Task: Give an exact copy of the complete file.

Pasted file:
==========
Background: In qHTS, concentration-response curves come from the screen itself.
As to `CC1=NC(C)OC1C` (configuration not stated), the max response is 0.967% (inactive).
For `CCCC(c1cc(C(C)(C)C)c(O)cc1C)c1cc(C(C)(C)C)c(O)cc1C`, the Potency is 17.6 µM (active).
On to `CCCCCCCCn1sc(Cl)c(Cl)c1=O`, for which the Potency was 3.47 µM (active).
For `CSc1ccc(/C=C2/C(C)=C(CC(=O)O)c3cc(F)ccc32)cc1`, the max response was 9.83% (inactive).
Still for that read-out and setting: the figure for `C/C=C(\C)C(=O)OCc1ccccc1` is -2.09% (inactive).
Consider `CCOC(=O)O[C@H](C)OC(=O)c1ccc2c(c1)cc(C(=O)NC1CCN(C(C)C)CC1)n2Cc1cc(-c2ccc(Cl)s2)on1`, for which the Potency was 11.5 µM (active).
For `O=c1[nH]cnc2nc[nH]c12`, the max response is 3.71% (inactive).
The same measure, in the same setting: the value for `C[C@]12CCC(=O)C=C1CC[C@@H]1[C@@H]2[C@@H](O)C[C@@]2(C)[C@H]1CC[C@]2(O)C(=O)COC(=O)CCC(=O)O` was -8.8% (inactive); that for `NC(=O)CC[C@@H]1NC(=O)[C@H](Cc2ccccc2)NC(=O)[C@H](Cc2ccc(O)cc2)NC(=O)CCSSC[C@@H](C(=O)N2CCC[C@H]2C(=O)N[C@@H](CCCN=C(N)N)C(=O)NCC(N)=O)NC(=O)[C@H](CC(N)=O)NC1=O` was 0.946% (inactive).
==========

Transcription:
Background: In qHTS, concentration-response curves come from the screen itself.
As to `CC1=NC(C)OC1C` (configuration not stated), the max response is 0.967% (inactive).
For `CCCC(c1cc(C(C)(C)C)c(O)cc1C)c1cc(C(C)(C)C)c(O)cc1C`, the Potency is 17.6 µM (active).
On to `CCCCCCCCn1sc(Cl)c(Cl)c1=O`, for which the Potency was 3.47 µM (active).
For `CSc1ccc(/C=C2/C(C)=C(CC(=O)O)c3cc(F)ccc32)cc1`, the max response was 9.83% (inactive).
Still for that read-out and setting: the figure for `C/C=C(\C)C(=O)OCc1ccccc1` is -2.09% (inactive).
Consider `CCOC(=O)O[C@H](C)OC(=O)c1ccc2c(c1)cc(C(=O)NC1CCN(C(C)C)CC1)n2Cc1cc(-c2ccc(Cl)s2)on1`, for which the Potency was 11.5 µM (active).
For `O=c1[nH]cnc2nc[nH]c12`, the max response is 3.71% (inactive).
The same measure, in the same setting: the value for `C[C@]12CCC(=O)C=C1CC[C@@H]1[C@@H]2[C@@H](O)C[C@@]2(C)[C@H]1CC[C@]2(O)C(=O)COC(=O)CCC(=O)O` was -8.8% (inactive); that for `NC(=O)CC[C@@H]1NC(=O)[C@H](Cc2ccccc2)NC(=O)[C@H](Cc2ccc(O)cc2)NC(=O)CCSSC[C@@H](C(=O)N2CCC[C@H]2C(=O)N[C@@H](CCCN=C(N)N)C(=O)NCC(N)=O)NC(=O)[C@H](CC(N)=O)NC1=O` was 0.946% (inactive).